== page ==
Submits, edits, lists, or removes cron jobs.
crontab [ -e [UserName] | -l [UserName] | -r [UserName] | -v [UserName] | File ]
The crontab command submits, edits, lists, or removes cron jobs. A cron job is a command run by thecron daemon at regularly scheduled intervals. To submit a cron job, specify the crontab command with the -e flag. The crontab command invokes an editing session that allows you to create a crontab file. You create entries for each cron job in this file. Each entry must be in a form acceptable to the cron daemon. For information on creating entries, see The crontab File Entry Format.
When youfinish creating entries and exit the file, the crontab command copies it into the /var/spool/cron/crontabs directory and places it in a file named for your current user name. If a file with your name already exists in the crontabs directory, the crontab command overwrites it.
Alternatively, you can create a crontab file by specifying the File parameter. If the file exists, it must be in the format thecron daemon expects. If the file does not exist, the crontab command invokes the editor. If the EDITOR environment variable exists, the command invokes the editor it specifies. Otherwise, the crontab command uses the vi editor.
To list the contents of your crontab file, specify the crontab command with the -l flag. To remove an existing file, use the -r flag.
The optional UserName parameter canbe used by the owner of the crontab file or by the root user to edit, list, remove, or verify the status of the cron jobs for the specified user. If the UserName is invalid, an error message is generated and the program exits.
If the optional UserName parameter is not specified, the crontab flags are available for the root user and the current user.
Only the root user or the ownerof the crontab file can use UserName following the -e, -l, -r, and -v flags to edit, list, remove, or verify the crontab file of the specified user.
The cron Daemon
The cron daemon runs commands according to the crontab file entries. Unless you redirect the output of a cron job to standard output or error, the cron daemon mails you any command output or errors. If you specify a cron jobincorrectly in your crontab file, the cron daemon does not run the job.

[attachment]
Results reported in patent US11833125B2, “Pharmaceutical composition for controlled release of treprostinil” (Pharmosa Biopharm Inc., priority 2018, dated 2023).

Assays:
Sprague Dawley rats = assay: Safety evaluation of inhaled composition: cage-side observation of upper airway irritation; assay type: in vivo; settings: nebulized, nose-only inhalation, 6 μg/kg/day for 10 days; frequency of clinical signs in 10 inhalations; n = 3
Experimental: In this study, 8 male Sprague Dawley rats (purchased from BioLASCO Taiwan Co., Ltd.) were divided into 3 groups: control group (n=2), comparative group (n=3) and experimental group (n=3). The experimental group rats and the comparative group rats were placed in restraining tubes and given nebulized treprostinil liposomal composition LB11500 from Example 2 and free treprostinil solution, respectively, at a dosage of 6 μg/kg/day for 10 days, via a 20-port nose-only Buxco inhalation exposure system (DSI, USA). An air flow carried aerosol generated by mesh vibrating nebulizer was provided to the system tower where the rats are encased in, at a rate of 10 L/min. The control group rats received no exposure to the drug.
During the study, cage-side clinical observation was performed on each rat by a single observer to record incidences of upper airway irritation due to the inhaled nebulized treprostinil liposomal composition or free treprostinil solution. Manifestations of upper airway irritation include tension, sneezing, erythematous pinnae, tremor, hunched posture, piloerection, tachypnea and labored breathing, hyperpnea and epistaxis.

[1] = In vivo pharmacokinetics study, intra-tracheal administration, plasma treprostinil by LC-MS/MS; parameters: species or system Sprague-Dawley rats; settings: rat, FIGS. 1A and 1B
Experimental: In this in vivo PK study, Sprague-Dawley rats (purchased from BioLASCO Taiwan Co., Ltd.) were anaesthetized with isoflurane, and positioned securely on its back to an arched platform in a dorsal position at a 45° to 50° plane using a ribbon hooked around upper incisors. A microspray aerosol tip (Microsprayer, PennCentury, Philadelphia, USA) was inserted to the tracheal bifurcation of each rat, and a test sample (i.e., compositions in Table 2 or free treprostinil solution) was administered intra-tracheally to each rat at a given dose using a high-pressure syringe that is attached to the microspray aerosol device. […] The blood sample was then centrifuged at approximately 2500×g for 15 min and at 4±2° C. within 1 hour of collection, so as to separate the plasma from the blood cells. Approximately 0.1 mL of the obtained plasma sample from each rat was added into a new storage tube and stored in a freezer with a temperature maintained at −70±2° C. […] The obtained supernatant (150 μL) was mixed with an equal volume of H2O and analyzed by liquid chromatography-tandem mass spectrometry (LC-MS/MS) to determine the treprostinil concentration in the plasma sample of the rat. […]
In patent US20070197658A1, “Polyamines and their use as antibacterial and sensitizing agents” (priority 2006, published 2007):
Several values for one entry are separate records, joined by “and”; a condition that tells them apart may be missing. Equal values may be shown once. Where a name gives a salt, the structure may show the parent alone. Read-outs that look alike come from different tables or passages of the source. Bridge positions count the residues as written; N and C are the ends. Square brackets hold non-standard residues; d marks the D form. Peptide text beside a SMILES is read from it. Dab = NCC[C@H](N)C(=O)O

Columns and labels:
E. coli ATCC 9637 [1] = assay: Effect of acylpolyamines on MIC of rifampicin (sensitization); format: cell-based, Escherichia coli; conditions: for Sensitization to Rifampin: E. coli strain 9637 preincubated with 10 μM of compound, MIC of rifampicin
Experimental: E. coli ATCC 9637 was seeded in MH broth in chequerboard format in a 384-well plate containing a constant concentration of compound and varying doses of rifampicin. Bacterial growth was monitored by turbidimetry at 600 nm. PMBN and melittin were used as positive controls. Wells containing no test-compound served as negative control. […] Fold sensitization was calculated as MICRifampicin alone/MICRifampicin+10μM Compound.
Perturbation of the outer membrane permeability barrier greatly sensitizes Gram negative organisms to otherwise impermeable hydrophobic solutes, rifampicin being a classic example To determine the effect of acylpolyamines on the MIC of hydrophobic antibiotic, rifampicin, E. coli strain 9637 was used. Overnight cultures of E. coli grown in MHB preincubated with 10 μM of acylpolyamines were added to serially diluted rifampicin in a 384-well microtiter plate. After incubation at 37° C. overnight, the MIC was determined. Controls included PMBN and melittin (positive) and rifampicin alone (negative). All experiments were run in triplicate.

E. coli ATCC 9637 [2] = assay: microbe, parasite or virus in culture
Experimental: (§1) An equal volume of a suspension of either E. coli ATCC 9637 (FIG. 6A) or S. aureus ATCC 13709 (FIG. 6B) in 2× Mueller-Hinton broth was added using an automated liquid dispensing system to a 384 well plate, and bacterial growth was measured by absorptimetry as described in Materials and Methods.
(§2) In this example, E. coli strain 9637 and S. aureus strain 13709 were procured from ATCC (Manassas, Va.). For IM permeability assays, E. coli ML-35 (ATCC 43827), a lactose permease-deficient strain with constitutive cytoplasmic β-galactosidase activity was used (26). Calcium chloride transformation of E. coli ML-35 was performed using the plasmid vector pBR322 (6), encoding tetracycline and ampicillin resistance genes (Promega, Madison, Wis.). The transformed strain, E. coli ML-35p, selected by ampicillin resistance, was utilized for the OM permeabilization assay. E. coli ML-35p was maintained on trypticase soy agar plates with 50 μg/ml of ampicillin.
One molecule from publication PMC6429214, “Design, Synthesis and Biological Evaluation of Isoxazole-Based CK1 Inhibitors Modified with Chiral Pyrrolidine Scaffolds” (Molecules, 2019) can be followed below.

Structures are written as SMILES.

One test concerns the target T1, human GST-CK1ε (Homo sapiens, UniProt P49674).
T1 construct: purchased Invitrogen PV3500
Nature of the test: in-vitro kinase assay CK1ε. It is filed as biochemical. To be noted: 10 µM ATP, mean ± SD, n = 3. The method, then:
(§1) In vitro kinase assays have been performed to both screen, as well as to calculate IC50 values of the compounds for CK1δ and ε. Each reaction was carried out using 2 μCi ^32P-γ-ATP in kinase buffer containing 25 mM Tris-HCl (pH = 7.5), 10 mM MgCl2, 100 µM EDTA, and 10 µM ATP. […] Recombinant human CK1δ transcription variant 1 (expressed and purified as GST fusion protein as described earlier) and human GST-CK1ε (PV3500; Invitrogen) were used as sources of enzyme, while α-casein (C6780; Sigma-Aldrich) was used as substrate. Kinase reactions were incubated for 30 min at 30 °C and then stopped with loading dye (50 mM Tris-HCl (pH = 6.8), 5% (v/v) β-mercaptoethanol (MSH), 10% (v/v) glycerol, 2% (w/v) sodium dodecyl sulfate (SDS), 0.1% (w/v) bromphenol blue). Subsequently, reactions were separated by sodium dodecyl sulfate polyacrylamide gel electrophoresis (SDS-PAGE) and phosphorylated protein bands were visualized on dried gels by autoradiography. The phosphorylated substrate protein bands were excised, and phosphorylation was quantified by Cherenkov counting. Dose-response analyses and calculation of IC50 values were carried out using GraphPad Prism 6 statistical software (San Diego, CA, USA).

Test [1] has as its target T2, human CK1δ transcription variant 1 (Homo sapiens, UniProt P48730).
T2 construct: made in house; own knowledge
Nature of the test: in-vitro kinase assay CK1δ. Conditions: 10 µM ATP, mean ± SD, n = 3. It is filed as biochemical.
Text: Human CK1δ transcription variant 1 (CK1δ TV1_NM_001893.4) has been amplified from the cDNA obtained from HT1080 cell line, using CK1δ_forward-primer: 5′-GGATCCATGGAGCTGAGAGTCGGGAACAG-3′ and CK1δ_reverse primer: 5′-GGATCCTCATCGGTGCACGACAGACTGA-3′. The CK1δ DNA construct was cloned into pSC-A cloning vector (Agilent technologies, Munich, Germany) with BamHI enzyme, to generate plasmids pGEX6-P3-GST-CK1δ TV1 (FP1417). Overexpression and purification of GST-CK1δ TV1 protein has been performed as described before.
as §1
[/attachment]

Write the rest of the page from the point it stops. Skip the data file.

The cron daemon examines crontab files only when the cron daemon is initialized. When you make changes to your crontab file using the crontab command, a message indicating the change is sent to the cron daemon. This eliminates the overhead of checking for new or changed files at regularly scheduled intervals.
Controls onUsing the crontab Command
The /var/adm/cron/cron.allow and /var/adm/cron/cron.deny files control which users can use the crontab command. A root user can create, edit, or delete these files. Entries in these files are user login names with one name to a line. If your login ID is associated with more than one login name, the crontab command uses the first login name that is in the /etc/passwd file,regardless of which login name you might actually be using. Also, to allow users to start cron jobs, the daemon attribute in the /etc/security/user file should be set to TRUE , using the chuser command.
The following is an example of an cron.allow file:
If the cron.allow file exists, only users whose login names appear in it can use the crontab command. The root user'slog name must appear in the cron.allow file if the file exists. A system administrator can explicitly stop a user from using the crontab command by listing the user's login name in the cron.deny file. If only the cron.deny file exists, any user whose name does not appear in the file can use the crontab command.
A user cannot use the crontab command if one of the following is true: